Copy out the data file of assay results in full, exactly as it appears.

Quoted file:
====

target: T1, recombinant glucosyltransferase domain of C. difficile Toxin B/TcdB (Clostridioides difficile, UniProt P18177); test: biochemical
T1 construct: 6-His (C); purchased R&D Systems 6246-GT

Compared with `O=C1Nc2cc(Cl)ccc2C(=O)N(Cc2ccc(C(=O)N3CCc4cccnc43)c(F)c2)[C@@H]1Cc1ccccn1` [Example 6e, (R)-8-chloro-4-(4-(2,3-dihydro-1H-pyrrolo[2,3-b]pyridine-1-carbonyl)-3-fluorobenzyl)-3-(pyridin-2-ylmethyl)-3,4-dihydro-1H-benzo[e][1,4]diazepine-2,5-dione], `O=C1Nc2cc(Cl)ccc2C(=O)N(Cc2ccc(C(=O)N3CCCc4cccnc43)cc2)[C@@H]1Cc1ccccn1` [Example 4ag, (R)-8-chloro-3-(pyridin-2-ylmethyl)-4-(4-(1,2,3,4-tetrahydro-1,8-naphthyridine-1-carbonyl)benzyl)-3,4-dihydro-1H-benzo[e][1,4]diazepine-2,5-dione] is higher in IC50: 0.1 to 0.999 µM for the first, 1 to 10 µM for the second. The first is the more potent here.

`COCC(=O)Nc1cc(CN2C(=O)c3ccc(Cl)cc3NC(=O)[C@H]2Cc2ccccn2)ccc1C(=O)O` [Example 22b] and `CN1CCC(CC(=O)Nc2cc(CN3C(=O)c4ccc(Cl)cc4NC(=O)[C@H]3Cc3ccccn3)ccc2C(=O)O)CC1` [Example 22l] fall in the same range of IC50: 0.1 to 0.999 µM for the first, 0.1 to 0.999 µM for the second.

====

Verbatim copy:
target: T1, recombinant glucosyltransferase domain of C. difficile Toxin B/TcdB (Clostridioides difficile, UniProt P18177); test: biochemical
T1 construct: 6-His (C); purchased R&D Systems 6246-GT

Compared with `O=C1Nc2cc(Cl)ccc2C(=O)N(Cc2ccc(C(=O)N3CCc4cccnc43)c(F)c2)[C@@H]1Cc1ccccn1` [Example 6e, (R)-8-chloro-4-(4-(2,3-dihydro-1H-pyrrolo[2,3-b]pyridine-1-carbonyl)-3-fluorobenzyl)-3-(pyridin-2-ylmethyl)-3,4-dihydro-1H-benzo[e][1,4]diazepine-2,5-dione], `O=C1Nc2cc(Cl)ccc2C(=O)N(Cc2ccc(C(=O)N3CCCc4cccnc43)cc2)[C@@H]1Cc1ccccn1` [Example 4ag, (R)-8-chloro-3-(pyridin-2-ylmethyl)-4-(4-(1,2,3,4-tetrahydro-1,8-naphthyridine-1-carbonyl)benzyl)-3,4-dihydro-1H-benzo[e][1,4]diazepine-2,5-dione] is higher in IC50: 0.1 to 0.999 µM for the first, 1 to 10 µM for the second. The first is the more potent here.

`COCC(=O)Nc1cc(CN2C(=O)c3ccc(Cl)cc3NC(=O)[C@H]2Cc2ccccn2)ccc1C(=O)O` [Example 22b] and `CN1CCC(CC(=O)Nc2cc(CN3C(=O)c4ccc(Cl)cc4NC(=O)[C@H]3Cc3ccccn3)ccc2C(=O)O)CC1` [Example 22l] fall in the same range of IC50: 0.1 to 0.999 µM for the first, 0.1 to 0.999 µM for the second.